With the imminence of interest rates increasing, there is a period of time right now where the buyer pool is so large and aggressively pursuing deals that prices will be inflated. As debt climbs, the consensus is that cap rates will continue to compress especially as tremendous rent growth is expected in the coming years.
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Denver Apartments Drew High Price Tags In January
The Denver multifamily investment market has a long recovery ahead to reach pre-pandemic volumes, but 2022 appears to be off to a solid start with several projects trading last month for north of $500K per unit.
In one such deal, Sacramento-based Cohen Rojas Capital Partners paid $66.2M for The Lydian, a 129-unit apartment building in Denver’s Five Points neighborhood. Cohen Rojas spent $513K per unit, well above last year’s market average of $298K, according to a Colliers Denver Multifamily Market Report.
Crossing the $500K per-unit threshold is historically uncommon in the Denver area, with only a few sales in the last decade bringing in that kind of price, including the record-setting 2017 trade of Steele Creek, an ultra-high-end complex in the tony Cherry Creek neighborhood.
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The Lydian opened in 2018 as developers sought to remake Denver’s storied Five Points neighborhood. With eight stories on just 0.7 acres, The Lydian is denser than many of its contemporaries, and it sits next to a popular light rail stop. Twenty-two of the units are income-restricted for people making 80% of the area median income or less.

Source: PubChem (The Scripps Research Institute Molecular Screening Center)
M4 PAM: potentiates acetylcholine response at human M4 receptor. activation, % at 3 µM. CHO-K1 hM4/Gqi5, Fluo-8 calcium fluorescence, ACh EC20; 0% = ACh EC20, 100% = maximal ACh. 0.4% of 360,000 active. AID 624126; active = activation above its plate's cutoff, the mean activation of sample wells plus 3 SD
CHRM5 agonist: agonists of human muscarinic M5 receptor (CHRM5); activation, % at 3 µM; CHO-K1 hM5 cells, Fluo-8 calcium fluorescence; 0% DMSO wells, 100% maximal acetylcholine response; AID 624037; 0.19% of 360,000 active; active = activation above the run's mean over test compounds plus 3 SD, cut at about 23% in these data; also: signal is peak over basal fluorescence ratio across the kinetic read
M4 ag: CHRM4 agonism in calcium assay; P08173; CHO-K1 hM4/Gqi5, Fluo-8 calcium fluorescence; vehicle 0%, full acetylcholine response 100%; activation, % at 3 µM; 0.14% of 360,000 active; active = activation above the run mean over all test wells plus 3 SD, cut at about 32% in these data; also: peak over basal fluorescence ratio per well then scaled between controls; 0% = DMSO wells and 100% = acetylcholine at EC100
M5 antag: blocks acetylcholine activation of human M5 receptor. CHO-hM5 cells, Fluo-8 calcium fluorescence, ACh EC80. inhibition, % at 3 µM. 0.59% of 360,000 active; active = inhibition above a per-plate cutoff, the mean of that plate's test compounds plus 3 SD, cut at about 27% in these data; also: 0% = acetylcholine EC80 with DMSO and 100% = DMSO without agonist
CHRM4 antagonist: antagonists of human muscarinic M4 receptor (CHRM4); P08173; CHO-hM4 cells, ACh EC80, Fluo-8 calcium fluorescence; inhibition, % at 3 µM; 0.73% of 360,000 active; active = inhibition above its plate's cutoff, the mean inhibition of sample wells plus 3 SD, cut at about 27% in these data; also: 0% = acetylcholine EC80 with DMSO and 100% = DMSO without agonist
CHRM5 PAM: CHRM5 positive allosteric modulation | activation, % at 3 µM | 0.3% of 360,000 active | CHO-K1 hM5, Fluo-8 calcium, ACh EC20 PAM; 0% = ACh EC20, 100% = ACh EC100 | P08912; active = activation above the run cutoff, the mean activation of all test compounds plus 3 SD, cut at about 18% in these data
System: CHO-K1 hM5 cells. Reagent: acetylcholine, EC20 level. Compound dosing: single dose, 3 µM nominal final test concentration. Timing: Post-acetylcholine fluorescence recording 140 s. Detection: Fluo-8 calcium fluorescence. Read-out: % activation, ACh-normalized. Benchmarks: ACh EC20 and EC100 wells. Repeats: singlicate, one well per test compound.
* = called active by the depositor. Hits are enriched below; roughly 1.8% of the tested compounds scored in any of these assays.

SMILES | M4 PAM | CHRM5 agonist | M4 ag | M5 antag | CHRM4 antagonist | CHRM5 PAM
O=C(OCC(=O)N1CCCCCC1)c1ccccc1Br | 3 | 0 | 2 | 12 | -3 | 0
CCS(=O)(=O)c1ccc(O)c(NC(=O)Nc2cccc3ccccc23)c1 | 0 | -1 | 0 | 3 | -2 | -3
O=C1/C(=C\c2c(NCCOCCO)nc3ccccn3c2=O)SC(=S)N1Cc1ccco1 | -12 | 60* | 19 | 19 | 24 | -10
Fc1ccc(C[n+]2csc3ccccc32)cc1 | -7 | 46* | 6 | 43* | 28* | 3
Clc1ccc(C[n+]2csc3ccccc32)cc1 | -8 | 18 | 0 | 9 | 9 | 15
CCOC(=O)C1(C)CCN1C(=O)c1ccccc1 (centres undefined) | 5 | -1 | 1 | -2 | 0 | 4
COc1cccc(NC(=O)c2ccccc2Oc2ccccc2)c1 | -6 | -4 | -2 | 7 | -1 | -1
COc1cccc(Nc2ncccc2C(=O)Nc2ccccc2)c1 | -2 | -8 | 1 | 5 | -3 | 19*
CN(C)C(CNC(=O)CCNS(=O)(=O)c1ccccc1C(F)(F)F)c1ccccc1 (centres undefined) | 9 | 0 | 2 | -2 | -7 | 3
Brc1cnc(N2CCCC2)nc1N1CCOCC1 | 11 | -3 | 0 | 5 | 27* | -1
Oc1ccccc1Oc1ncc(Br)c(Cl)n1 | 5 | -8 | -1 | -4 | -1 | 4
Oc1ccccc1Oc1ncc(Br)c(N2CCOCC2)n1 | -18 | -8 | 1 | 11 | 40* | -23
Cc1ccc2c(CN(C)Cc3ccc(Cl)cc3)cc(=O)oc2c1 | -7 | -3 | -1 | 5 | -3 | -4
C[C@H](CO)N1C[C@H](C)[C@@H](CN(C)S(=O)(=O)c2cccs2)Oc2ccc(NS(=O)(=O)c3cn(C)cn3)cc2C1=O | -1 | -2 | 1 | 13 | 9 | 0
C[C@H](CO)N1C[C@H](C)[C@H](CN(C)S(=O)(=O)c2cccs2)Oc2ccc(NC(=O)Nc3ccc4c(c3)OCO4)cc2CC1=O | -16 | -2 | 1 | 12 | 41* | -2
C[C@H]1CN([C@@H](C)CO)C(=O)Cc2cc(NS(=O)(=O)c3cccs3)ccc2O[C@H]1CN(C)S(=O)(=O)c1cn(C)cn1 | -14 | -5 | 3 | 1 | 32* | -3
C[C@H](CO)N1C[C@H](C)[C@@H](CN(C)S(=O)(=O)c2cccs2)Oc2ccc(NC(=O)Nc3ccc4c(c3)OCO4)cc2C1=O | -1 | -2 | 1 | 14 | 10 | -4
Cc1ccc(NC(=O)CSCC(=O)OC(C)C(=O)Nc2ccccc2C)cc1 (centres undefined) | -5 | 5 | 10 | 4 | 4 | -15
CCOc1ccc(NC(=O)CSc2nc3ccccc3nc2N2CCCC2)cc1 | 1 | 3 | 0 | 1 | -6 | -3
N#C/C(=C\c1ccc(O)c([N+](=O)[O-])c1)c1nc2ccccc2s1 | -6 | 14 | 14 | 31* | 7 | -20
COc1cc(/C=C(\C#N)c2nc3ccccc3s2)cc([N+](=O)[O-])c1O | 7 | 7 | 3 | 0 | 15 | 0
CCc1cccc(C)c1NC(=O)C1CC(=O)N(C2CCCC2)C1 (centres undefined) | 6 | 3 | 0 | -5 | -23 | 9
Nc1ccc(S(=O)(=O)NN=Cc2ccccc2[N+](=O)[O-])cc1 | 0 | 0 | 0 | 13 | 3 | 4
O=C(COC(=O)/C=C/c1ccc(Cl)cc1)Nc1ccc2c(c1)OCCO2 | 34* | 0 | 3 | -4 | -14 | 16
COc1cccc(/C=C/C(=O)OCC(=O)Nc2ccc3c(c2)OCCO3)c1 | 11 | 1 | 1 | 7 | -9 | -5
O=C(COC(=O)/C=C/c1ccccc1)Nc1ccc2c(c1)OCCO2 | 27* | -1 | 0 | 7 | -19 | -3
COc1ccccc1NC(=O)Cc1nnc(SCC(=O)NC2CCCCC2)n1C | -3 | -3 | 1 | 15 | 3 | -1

The deal is the latest for Cohen Rojas in Denver, which made its first purchase in the Capitol Hill neighborhood in 2020 and has purchased seven properties since, according to the Denver Business Journal, which initially reported on The Lydian sale.
The Lydian isn’t the only complex to sell this year for more than $500K per unit.
Also in January, Equity Residential, the multifamily REIT controlled by real estate magnate Sam Zell, purchased two complexes totaling 594 units for a combined $311M. The buildings, dubbed Milo and Theo, are part of a $419M redevelopment effort on 26 acres at Ninth Avenue and Colorado Boulevard. The project’s developers, CIM Group and locally based Continuum Partners, sold the buildings for $523K per unit.
Built along a high-growth corridor in the middle of a massive infill redevelopment, Milo and Theo offer the kind of upscale, new construction that Equity Residential has sought in Denver since its return to the market in 2018.
Rapidly escalating rents in metro areas across the country have made multifamily an even more attractive asset class than it was before the pandemic for investors seeking to maximize yields.
Millennial and Gen Z renters in Denver are adding fuel to the fire, with high home prices and a shortage of available for-sale product pushing apartment rents even higher.